Album Review: BRELAND, Cross Country


Cross Country

BRELAND’s debut album is as innovative as it is infectious.  His songcraft, vocals, and themes are firmly rooted in country, but he incorporates elements of modern pop and hip-hop into his production, making a sound that is fresh and relevant to the contemporary music scene in a way that so many mainstream country albums are not.

The album’s best tracks are the ones that lean into his southern pride and the ones that explore his own personal growth.  Among the former group of songs, the biggest highlight is “County Line,” which brilliantly samples Sylvia’s “Nobody” and provides a fresh perspective to the southern small-town experience:

We drink our water from the tapBlowin’ the unemployment checkDon’t got no shirt up on our backsOnly a cross around our necks

We don’t sugar coat nothin’ We say it with our chestsI bring home the baconLet mama do the rest

The album closer, “Alone at the Ranch,” is another track that utilizes rural imagery, and it applies it to a seductive ballad that recalls the best “come to bed” records of Conway Twitty:

Wakin’ up to Texas breakfast, make the city dwellers jealous
Then it’s back to bed for seconds, never second-guessin’ what we do
Hands in your hair, takin’ ’em south
Doin’ some things we can’t say out loud
Baby, help me understand the lay of the land

In the same vein is the refreshingly body positive “Thick,” which gives shout outs to beautiful women with dangerous curves, including superstars like Serena Williams, Kelly Clarkson, and Lizzo. After decades of hearing about blonde haired, blue eyed girls in cutoff shorts, BRELAND’s boundless enthusiasm as he sings, “Each and every ounce of it. Made me wanna shout it, I’m ’bout it,” finally brings country music to the party Sir Mix-a-Lot started thirty years ago.

Even better are the songs focused on BRELAND’s personal growth, which showcase how he is a thoughtful and compassionate man who is striving to do better.  My favorite track on the entire album is “Growing Pains,” which leans into uncertainty of early adulthood and models self-reflection for a genre audience that has been taught to paper over their insecurity with bravado:

I’ve been working on the words I choose
And how I see myself
‘Cause if you can’t see the good in you
Then how can someone else?

Sometimes I still have those mornings
When I can’t get out of bed
Then I remember everything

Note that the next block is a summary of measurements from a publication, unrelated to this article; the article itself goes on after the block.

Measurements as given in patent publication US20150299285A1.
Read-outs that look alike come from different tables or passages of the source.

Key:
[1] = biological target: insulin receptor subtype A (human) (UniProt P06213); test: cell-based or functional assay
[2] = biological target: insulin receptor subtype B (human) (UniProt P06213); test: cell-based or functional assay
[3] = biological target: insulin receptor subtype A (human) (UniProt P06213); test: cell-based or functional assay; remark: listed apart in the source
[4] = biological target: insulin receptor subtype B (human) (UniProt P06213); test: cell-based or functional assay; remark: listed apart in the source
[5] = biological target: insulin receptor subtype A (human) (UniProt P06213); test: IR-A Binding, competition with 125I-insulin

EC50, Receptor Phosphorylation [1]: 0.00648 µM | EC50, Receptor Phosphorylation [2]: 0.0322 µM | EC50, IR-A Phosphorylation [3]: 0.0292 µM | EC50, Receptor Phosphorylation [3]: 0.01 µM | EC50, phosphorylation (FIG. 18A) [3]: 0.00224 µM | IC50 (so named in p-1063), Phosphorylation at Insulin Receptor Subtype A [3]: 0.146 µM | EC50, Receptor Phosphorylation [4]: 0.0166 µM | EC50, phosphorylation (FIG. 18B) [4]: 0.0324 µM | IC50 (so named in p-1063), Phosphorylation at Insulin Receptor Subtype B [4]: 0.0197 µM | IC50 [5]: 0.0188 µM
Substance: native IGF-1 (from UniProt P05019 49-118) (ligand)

That I believe will manifest

BRELAND’s first solo single being sent to radio is the gorgeous “For What it’s Worth,” which again looks inward after a relationship has gone south.  It feels like a 2022 version of Clint Black’s “A Better Man,” with the big change being the man taking responsibility for what went wrong:

For what it’s worth, I hope that you’re happy now
And that you found what you didn’t in me
For what it’s worth, I’d trade everything I have
For what I had, I know that talk is cheap

But for what it’s worth, I done did some growin’ up
I ain’t out there gettin’ drunk, I can be what you deserve
‘Cause now I see your heart, your mind, your every curve
And your love for what it’s worth

The only thing that holds the album back are the excessive number of collaborations.  Guest appearances aren’t a negative in principle, but the features on BRELAND largely distract from what’s best about the album, which is BRELAND’s charismatic delivery of his own lyrics.   The only keeper among all of them is “Praise the Lord,” which has a charming back and forth between BRELAND and Thomas Rhett as they share the blessings that they’re thankful for.  “Here For It” is a great opening track that Ingrid Andress doesn’t distract from, but it would be just as good without her. Ditto for Keith Urban’s contributions to “Throw it Back.”   “Told You I Can Drink” is an excellent song that is derailed by Lady A.  Not only does the song not work as a duet, but Lady A’s contribution itself is messy and distracting, compromising the intimacy and directness of the lyric and BRELAND’s performance.

Those missteps aside, BRELAND’s Cross Country is as promising a debut album as mainstream country music has received in recent years, showing a clarity of artistic vision and unique take on contemporary country music that similarly animated the first albums from Kacey Musgraves, Kane Brown, and Ashley McBryde.  I can’t wait to hear what he does next.

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